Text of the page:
This is a somewhat artsy presentation of the Ravenel Bridge through a monument at Magnolia Cemetery.
Nature at her finest.
After taking too many Roseate Spoonbill in flight images with plain blue backgrounds, I tried a monochrome treatment for something a little different. I like the outline of the bird from beak to toenails but miss the pink.
I saw the mailbox first. And then the chair. Ted was driving and we passed by at a steady clip on a main road. “We have to turn around!” After making two U-turns to get back in front of the property there was a wide enough berm to just get the car off the road. I took these out the window as Ted focused on us not getting rear-ended.
There was an awful lot going on across this lawn, with art works created from a wide variety of materials. The Bike-a-mowers were especially imaginative and I wondered if they were ever pressed into service to keep the grass neat.
Metal cutouts of Longhorn and Bison dotted the lawn. I wouldn’t be surprised to know there were more animals that I didn’t even see.
Some of the items, like the tractor behind the bikes, seemed more like abandoned junk than art. But who knows?
The last scene before the end of the property is the stage coach and six horse team at full tilt. Some of the finer details, including the load on top and the harness, have been weather worn, but you can imagine yourself in the scene of an old western movie looking for John Wayne.
Now that nesting season is over it is unusual to see Great Blue Herons perched high in a tree. This one found the perfect pine branch to have a look around the pond.
Not really ice, but the lighting on this pond made it look like a slick skating rink beneath the flowers and crushed ice around the edges.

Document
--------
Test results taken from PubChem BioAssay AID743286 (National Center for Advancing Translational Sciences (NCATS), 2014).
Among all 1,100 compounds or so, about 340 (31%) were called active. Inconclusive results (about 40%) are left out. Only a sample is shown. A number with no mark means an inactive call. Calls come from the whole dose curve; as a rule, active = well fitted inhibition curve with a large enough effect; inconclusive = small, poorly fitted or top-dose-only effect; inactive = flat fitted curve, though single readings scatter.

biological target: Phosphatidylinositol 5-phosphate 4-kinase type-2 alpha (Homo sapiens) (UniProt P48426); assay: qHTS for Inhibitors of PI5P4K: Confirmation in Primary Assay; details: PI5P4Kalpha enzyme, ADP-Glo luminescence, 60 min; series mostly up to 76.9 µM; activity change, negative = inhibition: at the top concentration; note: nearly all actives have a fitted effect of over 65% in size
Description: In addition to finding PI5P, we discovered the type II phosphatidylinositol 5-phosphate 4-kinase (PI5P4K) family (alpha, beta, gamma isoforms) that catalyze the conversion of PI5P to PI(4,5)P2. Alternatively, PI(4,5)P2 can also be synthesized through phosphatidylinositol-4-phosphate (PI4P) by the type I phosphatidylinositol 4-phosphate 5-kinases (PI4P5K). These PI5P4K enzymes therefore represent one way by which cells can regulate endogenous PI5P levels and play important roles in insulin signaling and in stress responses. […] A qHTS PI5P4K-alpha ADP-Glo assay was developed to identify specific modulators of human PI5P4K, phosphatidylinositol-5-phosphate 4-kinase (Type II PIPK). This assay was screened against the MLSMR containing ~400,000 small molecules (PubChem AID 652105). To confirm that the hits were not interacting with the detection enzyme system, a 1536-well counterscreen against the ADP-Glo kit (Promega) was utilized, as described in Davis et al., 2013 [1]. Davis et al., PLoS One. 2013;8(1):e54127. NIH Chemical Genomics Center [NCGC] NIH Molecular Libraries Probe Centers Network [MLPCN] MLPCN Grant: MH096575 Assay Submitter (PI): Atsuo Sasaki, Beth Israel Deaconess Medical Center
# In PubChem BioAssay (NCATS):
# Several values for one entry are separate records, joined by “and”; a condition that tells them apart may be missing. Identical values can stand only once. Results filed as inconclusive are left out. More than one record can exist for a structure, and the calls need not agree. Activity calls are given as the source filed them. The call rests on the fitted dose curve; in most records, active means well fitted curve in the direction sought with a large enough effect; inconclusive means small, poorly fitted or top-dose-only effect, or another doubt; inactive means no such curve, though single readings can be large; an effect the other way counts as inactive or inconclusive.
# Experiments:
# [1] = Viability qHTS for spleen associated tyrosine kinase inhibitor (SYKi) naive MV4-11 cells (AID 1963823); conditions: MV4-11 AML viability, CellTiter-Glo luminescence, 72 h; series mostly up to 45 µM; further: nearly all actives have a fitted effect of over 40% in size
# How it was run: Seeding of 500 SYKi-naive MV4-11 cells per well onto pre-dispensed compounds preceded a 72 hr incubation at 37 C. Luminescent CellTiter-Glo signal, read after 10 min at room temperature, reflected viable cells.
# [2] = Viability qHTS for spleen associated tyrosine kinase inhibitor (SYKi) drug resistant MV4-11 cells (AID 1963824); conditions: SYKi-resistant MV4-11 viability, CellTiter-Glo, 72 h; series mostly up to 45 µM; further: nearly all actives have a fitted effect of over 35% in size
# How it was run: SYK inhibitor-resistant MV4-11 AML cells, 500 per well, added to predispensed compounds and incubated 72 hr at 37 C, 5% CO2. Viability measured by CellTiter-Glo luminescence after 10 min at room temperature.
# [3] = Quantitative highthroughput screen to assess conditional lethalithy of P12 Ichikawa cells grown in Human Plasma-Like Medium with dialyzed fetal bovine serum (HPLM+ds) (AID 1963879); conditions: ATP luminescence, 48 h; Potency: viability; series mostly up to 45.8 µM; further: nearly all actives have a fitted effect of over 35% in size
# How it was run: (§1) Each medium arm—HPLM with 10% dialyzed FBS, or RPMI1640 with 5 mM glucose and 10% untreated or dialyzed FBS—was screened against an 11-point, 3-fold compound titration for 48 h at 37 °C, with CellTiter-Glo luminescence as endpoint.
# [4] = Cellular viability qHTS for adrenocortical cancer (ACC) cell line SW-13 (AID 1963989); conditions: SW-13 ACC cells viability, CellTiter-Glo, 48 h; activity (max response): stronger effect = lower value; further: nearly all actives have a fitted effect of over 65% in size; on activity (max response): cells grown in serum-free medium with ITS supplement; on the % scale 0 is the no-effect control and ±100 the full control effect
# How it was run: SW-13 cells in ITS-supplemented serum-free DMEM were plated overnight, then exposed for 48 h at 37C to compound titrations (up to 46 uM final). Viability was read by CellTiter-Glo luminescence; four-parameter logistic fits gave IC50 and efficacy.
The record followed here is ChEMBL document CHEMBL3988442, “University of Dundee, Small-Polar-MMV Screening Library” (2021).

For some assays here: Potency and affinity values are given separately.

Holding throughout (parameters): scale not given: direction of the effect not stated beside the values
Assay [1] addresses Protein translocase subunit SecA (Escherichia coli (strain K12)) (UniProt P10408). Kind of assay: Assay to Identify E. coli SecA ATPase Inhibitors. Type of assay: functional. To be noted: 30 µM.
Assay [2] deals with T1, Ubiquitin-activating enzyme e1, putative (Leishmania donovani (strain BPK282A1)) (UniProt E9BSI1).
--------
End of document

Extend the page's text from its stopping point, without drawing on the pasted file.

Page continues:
A Snowy Egret found a spot to himself for the night, about forty-five minutes before sunset. The wading birds tend to be squabblers, but when darkness is approaching they pick a spot and settle down.
1/29/2018, St. Augustine Alligator Farm, St. Augustine, Florida.
Another small bird in poor light, but a nice silhouette with the dried berry in his beak. I thought he might stay to eat more but moved into a tree with more cover. Maybe that dried berry wasn’t satisfying.
I had wandered away from the heron rookery when not much was going on. When I returned about an hour later this Great Blue Heron nest building action was unfolding. It was much darker in the shade than I anticipated but I didn’t want to risk loosing the stick presentation so didn’t change camera settings, ending up with underexposed images.
I liked the artsy silhouette look and look forward to another opportunity to get brighter images.
After the female gave the stick her approval the male lined it up for the pass off.
The female turned the stick…
…nearly wacking her mate in the head.
The female placed the stick in the nest while the male got a closer look and gave her a gentle nudge.
The male stood back as the female poked the stick into its proper place.
Click on any photo for larger view.